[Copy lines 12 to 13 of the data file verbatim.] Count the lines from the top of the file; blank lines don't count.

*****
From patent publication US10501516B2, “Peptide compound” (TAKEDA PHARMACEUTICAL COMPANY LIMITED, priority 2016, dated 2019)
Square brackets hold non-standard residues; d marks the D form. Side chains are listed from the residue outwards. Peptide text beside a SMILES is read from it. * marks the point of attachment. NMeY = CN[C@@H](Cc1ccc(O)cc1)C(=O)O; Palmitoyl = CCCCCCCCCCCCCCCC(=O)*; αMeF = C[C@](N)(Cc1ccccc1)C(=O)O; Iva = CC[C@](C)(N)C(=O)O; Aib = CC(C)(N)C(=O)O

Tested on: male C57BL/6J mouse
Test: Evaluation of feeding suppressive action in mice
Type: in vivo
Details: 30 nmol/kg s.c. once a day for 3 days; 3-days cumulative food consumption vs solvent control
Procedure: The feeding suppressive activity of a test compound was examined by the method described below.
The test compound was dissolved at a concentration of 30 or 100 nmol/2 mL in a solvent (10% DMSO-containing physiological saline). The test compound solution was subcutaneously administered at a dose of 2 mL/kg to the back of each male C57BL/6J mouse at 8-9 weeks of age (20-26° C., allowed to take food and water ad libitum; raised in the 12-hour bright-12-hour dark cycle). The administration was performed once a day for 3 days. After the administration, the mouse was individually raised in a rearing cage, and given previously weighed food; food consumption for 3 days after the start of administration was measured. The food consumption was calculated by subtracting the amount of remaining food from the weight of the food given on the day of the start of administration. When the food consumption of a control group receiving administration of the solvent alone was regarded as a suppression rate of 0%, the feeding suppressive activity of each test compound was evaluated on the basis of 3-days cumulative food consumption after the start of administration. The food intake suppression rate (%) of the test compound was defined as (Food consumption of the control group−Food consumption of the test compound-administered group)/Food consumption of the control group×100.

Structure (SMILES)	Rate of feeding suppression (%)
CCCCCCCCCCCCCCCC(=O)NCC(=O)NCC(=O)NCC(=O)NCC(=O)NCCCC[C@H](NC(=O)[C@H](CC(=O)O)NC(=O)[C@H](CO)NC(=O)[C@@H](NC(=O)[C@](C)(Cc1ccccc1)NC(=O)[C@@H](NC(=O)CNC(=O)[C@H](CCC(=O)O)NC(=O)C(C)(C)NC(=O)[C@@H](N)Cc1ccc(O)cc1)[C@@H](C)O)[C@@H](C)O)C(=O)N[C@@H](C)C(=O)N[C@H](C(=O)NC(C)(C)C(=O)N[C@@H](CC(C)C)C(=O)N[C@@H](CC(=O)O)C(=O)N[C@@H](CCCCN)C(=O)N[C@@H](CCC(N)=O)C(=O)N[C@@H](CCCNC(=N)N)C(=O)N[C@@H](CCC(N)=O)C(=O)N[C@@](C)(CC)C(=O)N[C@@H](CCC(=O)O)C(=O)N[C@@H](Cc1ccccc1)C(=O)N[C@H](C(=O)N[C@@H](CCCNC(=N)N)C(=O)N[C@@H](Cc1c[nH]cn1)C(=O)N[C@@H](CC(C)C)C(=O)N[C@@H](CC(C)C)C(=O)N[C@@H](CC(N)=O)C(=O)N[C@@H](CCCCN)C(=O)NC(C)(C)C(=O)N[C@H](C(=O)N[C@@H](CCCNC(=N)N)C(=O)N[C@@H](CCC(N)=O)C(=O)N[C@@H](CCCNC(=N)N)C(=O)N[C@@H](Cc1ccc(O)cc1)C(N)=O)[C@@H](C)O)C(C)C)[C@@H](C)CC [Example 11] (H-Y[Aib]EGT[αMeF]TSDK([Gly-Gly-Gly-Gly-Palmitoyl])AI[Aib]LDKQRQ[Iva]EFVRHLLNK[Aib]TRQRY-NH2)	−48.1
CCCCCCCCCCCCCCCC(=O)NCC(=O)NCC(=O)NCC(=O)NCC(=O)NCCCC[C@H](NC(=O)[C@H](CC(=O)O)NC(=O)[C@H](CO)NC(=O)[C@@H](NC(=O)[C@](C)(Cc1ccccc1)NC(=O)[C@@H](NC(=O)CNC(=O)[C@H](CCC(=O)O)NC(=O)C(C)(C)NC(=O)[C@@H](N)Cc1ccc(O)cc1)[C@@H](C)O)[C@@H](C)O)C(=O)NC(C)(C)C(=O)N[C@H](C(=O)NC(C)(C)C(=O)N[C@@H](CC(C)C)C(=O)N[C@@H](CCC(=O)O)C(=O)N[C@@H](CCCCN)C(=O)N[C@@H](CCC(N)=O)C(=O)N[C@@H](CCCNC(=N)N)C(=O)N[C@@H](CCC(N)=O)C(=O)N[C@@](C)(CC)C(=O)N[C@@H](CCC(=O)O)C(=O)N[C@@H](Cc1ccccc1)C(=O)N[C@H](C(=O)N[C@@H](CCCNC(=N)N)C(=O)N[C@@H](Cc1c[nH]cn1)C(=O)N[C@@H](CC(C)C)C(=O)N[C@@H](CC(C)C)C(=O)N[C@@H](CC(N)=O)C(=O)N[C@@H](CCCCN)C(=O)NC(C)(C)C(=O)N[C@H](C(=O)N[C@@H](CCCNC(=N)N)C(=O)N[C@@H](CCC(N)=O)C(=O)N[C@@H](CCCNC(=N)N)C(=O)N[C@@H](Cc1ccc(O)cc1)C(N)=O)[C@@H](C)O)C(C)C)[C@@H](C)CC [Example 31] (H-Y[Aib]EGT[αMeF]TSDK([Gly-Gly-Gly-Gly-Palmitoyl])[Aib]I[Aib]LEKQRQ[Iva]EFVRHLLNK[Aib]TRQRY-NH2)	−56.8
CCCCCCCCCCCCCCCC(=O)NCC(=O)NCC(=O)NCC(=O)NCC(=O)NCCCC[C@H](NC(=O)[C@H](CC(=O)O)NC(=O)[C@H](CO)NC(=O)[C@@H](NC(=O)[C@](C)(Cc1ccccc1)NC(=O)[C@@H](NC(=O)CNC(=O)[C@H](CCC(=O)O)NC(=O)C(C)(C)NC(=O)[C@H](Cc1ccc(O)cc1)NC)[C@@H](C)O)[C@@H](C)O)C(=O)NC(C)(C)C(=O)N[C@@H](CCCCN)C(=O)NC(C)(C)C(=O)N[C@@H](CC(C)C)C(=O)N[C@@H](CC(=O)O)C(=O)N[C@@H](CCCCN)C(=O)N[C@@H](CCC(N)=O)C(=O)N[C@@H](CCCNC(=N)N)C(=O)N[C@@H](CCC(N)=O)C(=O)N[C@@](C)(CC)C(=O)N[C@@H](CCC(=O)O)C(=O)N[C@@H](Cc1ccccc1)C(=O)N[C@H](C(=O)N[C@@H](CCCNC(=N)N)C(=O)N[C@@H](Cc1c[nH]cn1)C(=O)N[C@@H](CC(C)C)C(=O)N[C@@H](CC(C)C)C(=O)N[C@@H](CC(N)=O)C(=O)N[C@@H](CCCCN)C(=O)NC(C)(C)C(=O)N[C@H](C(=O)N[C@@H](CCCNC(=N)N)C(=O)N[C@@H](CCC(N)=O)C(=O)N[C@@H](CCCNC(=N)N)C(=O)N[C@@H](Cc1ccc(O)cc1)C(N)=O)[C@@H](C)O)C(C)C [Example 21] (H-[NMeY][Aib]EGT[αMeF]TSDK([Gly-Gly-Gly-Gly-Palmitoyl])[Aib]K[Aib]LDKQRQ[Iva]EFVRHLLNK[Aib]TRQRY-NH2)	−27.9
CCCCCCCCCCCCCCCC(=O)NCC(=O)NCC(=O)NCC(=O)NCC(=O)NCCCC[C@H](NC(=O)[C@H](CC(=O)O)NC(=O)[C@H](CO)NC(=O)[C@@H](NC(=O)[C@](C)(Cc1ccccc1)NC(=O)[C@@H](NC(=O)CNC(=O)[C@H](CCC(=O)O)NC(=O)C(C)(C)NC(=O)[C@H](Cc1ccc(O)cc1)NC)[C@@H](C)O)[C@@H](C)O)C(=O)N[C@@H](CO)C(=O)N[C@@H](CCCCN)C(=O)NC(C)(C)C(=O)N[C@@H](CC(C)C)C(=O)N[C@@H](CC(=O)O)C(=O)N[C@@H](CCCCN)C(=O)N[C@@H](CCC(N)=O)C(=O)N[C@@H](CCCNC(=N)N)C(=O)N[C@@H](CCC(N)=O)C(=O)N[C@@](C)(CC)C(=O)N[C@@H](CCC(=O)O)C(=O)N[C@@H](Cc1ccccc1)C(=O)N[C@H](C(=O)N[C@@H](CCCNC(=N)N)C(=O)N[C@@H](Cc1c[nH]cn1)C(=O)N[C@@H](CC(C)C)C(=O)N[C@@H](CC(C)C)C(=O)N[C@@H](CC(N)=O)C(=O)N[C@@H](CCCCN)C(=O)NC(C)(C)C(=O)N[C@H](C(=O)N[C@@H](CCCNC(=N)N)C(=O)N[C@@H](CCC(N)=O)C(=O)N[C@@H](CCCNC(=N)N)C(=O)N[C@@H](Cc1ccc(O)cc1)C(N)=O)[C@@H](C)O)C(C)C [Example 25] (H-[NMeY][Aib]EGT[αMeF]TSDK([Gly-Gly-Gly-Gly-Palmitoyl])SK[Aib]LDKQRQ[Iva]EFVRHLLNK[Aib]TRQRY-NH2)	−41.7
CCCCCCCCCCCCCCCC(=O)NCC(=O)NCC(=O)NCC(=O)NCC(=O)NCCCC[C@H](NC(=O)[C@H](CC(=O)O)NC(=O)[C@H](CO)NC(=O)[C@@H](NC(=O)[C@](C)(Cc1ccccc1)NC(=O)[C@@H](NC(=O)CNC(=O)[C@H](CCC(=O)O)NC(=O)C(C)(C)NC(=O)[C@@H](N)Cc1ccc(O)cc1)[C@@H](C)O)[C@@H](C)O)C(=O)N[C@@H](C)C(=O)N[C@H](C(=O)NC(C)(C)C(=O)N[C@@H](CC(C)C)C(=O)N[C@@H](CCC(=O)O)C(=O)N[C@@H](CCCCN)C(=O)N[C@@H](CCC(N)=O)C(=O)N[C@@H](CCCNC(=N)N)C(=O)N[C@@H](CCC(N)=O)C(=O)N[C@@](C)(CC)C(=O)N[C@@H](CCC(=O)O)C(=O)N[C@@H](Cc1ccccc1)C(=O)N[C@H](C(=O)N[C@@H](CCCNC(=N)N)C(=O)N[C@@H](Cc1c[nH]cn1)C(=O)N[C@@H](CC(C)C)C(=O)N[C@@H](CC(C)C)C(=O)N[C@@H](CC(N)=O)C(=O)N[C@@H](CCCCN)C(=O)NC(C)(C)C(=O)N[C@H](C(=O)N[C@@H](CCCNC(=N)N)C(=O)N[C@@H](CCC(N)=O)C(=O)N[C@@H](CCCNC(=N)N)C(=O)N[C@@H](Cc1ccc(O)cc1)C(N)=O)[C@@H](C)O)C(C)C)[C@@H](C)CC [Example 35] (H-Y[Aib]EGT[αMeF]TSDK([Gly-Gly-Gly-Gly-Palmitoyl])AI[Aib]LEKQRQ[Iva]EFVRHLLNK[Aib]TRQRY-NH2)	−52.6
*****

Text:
CCCCCCCCCCCCCCCC(=O)NCC(=O)NCC(=O)NCC(=O)NCC(=O)NCCCC[C@H](NC(=O)[C@H](CC(=O)O)NC(=O)[C@H](CO)NC(=O)[C@@H](NC(=O)[C@](C)(Cc1ccccc1)NC(=O)[C@@H](NC(=O)CNC(=O)[C@H](CCC(=O)O)NC(=O)C(C)(C)NC(=O)[C@H](Cc1ccc(O)cc1)NC)[C@@H](C)O)[C@@H](C)O)C(=O)NC(C)(C)C(=O)N[C@@H](CCCCN)C(=O)NC(C)(C)C(=O)N[C@@H](CC(C)C)C(=O)N[C@@H](CC(=O)O)C(=O)N[C@@H](CCCCN)C(=O)N[C@@H](CCC(N)=O)C(=O)N[C@@H](CCCNC(=N)N)C(=O)N[C@@H](CCC(N)=O)C(=O)N[C@@](C)(CC)C(=O)N[C@@H](CCC(=O)O)C(=O)N[C@@H](Cc1ccccc1)C(=O)N[C@H](C(=O)N[C@@H](CCCNC(=N)N)C(=O)N[C@@H](Cc1c[nH]cn1)C(=O)N[C@@H](CC(C)C)C(=O)N[C@@H](CC(C)C)C(=O)N[C@@H](CC(N)=O)C(=O)N[C@@H](CCCCN)C(=O)NC(C)(C)C(=O)N[C@H](C(=O)N[C@@H](CCCNC(=N)N)C(=O)N[C@@H](CCC(N)=O)C(=O)N[C@@H](CCCNC(=N)N)C(=O)N[C@@H](Cc1ccc(O)cc1)C(N)=O)[C@@H](C)O)C(C)C [Example 21] (H-[NMeY][Aib]EGT[αMeF]TSDK([Gly-Gly-Gly-Gly-Palmitoyl])[Aib]K[Aib]LDKQRQ[Iva]EFVRHLLNK[Aib]TRQRY-NH2)	−27.9
CCCCCCCCCCCCCCCC(=O)NCC(=O)NCC(=O)NCC(=O)NCC(=O)NCCCC[C@H](NC(=O)[C@H](CC(=O)O)NC(=O)[C@H](CO)NC(=O)[C@@H](NC(=O)[C@](C)(Cc1ccccc1)NC(=O)[C@@H](NC(=O)CNC(=O)[C@H](CCC(=O)O)NC(=O)C(C)(C)NC(=O)[C@H](Cc1ccc(O)cc1)NC)[C@@H](C)O)[C@@H](C)O)C(=O)N[C@@H](CO)C(=O)N[C@@H](CCCCN)C(=O)NC(C)(C)C(=O)N[C@@H](CC(C)C)C(=O)N[C@@H](CC(=O)O)C(=O)N[C@@H](CCCCN)C(=O)N[C@@H](CCC(N)=O)C(=O)N[C@@H](CCCNC(=N)N)C(=O)N[C@@H](CCC(N)=O)C(=O)N[C@@](C)(CC)C(=O)N[C@@H](CCC(=O)O)C(=O)N[C@@H](Cc1ccccc1)C(=O)N[C@H](C(=O)N[C@@H](CCCNC(=N)N)C(=O)N[C@@H](Cc1c[nH]cn1)C(=O)N[C@@H](CC(C)C)C(=O)N[C@@H](CC(C)C)C(=O)N[C@@H](CC(N)=O)C(=O)N[C@@H](CCCCN)C(=O)NC(C)(C)C(=O)N[C@H](C(=O)N[C@@H](CCCNC(=N)N)C(=O)N[C@@H](CCC(N)=O)C(=O)N[C@@H](CCCNC(=N)N)C(=O)N[C@@H](Cc1ccc(O)cc1)C(N)=O)[C@@H](C)O)C(C)C [Example 25] (H-[NMeY][Aib]EGT[αMeF]TSDK([Gly-Gly-Gly-Gly-Palmitoyl])SK[Aib]LDKQRQ[Iva]EFVRHLLNK[Aib]TRQRY-NH2)	−41.7